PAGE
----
Reflecting a nationwide trend of an increasing number of foreign residents in Japan, Fukushima Prefecture is also seeing its foreign community expand.
According to a census report released earlier this month, there were 14,047 foreign nationals living in Fukushima Prefecture as of the beginning of this year — an increase of 1,263 from the same point in the previous year.
Compared to 2013, when the survey of foreign nationals registering their residency began, the number of foreign nationals in Fukushima has increased by 154 percent. The trend is especially evident in urban areas like Koriyama, Iwaki and the city of Fukushima. As of Jan. 1 Koriyama logged the highest number of foreign residents, with 2,682 — an increase of 205 from the previous year. Iwaki came next, with 2,541 foreigners, and the city of Fukushima was home to 1,925.
As the foreign community continues to expand, the prefecture is tasked with building an environment in which they feel welcome and supported. “With the central government’s policy of increasing the number of foreign laborers, we’re seeing more technical intern trainees working in places like factories,” an Iwaki official said.
The number of foreign laborers — including technical trainee interns — is growing nationwide, and Fukushima Prefecture is no exception. According to the Fukushima Labor Bureau the number of foreign laborers in the prefecture has tripled, from 2,493 in 2011 to 8,130 in 2018.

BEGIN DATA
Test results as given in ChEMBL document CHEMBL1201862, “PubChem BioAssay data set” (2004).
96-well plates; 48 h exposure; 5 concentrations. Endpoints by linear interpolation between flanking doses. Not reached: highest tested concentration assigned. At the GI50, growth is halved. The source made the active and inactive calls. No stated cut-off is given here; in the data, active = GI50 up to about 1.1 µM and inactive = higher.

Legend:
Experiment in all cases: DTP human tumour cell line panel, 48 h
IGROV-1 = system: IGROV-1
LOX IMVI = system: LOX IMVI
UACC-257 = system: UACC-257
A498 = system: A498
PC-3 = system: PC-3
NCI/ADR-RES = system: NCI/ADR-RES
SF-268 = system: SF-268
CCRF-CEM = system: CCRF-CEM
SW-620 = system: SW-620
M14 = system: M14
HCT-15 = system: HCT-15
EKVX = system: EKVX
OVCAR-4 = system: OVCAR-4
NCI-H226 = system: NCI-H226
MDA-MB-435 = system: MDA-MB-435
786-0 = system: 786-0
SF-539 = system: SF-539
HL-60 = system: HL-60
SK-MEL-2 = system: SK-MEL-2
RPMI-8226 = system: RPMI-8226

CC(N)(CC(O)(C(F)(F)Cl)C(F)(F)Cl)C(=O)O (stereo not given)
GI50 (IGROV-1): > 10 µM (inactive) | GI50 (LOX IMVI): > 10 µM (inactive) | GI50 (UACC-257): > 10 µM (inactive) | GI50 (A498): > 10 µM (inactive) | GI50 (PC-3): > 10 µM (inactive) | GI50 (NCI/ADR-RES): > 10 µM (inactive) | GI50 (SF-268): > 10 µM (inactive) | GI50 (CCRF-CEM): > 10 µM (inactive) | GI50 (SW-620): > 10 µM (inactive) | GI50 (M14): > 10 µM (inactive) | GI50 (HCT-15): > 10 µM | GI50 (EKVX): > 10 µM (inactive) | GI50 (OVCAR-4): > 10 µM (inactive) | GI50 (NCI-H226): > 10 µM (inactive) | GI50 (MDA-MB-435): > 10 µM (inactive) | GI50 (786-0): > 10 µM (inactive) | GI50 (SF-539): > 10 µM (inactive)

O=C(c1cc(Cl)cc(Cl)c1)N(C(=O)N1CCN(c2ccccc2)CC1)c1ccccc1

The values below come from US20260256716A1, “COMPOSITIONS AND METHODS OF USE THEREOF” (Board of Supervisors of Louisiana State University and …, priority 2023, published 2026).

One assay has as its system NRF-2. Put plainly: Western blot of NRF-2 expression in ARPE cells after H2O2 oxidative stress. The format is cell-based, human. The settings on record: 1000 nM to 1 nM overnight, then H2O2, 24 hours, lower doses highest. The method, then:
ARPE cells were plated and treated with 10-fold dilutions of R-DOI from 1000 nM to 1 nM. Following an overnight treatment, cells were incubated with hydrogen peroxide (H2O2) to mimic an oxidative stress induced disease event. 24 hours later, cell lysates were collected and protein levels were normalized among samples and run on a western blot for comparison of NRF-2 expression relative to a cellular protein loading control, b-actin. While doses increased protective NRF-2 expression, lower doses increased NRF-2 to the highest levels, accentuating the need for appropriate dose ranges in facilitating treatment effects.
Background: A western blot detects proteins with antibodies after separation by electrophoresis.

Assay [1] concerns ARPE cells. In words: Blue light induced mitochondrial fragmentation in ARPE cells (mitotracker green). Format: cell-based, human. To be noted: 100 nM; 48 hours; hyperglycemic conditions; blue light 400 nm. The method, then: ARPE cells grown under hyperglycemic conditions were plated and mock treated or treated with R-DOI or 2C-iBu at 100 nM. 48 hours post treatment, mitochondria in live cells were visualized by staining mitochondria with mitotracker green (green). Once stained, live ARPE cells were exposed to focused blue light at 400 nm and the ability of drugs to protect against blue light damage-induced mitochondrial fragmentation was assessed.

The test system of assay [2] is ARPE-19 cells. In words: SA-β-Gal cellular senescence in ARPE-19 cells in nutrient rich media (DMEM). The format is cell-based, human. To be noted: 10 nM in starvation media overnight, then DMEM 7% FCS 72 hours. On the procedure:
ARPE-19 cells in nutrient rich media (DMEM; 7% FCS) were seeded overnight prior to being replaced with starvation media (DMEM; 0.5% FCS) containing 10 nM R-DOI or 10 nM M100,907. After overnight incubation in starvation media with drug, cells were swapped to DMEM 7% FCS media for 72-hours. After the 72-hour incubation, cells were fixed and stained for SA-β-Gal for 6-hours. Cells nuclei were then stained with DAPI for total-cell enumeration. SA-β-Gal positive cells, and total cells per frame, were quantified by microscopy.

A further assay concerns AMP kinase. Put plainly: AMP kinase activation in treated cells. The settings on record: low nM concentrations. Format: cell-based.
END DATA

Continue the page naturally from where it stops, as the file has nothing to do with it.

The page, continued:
As the population and availability of workers both continue to dwindle in the prefecture, the need for residents to coexist with foreign laborers is growing.
“The foreigner laborers who work in our town are members of the community and a vital source of labor,” said the chairperson of a supervising body at the Hanawa Chamber of Commerce, in the town of Hanawa in Fukushima Prefecture. The chamber was authorized by the government to take on responsibility for hosting foreign laborers. Opportunities to study Japanese are also being considered as a way to better welcome foreign nationals, whose labor could lead to a revitalization of the region.
According to the Japan Student Services Organization, the number of foreign exchange students in Fukushima Prefecture was about 2.5 times higher in 2018 than in 2012, with the number jumping from 302 to 776.
For foreign nationals living away from their home countries, administrative support is essential. “For those who can’t speak Japanese well, it’s crucial for there to be systems in place to help with communication,” said Chung Hyunsil, a 58-year-old South Korea-born Fukushima resident who serves as the director of a nonprofit called Fukukan Net.
Taking such needs into account, the prefecture is seeking to improve its consultation services. Its plan includes expanding accessibility at the Fukushima International Association from seven languages to 11 by the end of the year, and using social media to promote events and community-building in different languages as well.
Fukushima Prefecture’s International Affairs Division aims to “explore the needs of foreign nationals while building an environment in which they can live comfortably.”
This section features topics and issues from Fukushima covered by the Fukushima Minpo, the largest newspaper in Fukushima Prefecture. The original article was published on July 11.
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